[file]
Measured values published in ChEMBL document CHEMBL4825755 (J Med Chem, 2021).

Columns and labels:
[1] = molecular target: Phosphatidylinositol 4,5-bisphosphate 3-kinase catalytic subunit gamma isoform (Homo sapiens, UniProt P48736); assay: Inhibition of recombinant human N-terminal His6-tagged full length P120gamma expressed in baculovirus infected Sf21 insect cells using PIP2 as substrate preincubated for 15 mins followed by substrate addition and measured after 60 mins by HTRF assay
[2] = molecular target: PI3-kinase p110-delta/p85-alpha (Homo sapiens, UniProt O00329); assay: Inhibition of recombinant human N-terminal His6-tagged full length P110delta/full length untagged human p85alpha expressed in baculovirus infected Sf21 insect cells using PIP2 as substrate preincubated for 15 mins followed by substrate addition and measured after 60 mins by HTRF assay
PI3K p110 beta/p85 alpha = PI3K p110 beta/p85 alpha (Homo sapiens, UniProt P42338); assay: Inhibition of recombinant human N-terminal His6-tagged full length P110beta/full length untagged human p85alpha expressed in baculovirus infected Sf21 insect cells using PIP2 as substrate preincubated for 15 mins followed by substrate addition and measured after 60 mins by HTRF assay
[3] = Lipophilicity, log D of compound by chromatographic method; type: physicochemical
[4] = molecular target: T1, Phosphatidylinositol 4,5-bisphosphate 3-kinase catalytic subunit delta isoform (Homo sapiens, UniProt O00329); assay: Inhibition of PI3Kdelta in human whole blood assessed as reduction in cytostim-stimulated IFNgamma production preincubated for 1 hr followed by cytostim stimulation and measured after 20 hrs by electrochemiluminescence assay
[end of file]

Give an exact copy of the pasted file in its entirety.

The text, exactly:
Measured values published in ChEMBL document CHEMBL4825755 (J Med Chem, 2021).

Columns and labels:
[1] = molecular target: Phosphatidylinositol 4,5-bisphosphate 3-kinase catalytic subunit gamma isoform (Homo sapiens, UniProt P48736); assay: Inhibition of recombinant human N-terminal His6-tagged full length P120gamma expressed in baculovirus infected Sf21 insect cells using PIP2 as substrate preincubated for 15 mins followed by substrate addition and measured after 60 mins by HTRF assay
[2] = molecular target: PI3-kinase p110-delta/p85-alpha (Homo sapiens, UniProt O00329); assay: Inhibition of recombinant human N-terminal His6-tagged full length P110delta/full length untagged human p85alpha expressed in baculovirus infected Sf21 insect cells using PIP2 as substrate preincubated for 15 mins followed by substrate addition and measured after 60 mins by HTRF assay
PI3K p110 beta/p85 alpha = PI3K p110 beta/p85 alpha (Homo sapiens, UniProt P42338); assay: Inhibition of recombinant human N-terminal His6-tagged full length P110beta/full length untagged human p85alpha expressed in baculovirus infected Sf21 insect cells using PIP2 as substrate preincubated for 15 mins followed by substrate addition and measured after 60 mins by HTRF assay
[3] = Lipophilicity, log D of compound by chromatographic method; type: physicochemical
[4] = molecular target: T1, Phosphatidylinositol 4,5-bisphosphate 3-kinase catalytic subunit delta isoform (Homo sapiens, UniProt O00329); assay: Inhibition of PI3Kdelta in human whole blood assessed as reduction in cytostim-stimulated IFNgamma production preincubated for 1 hr followed by cytostim stimulation and measured after 20 hrs by electrochemiluminescence assay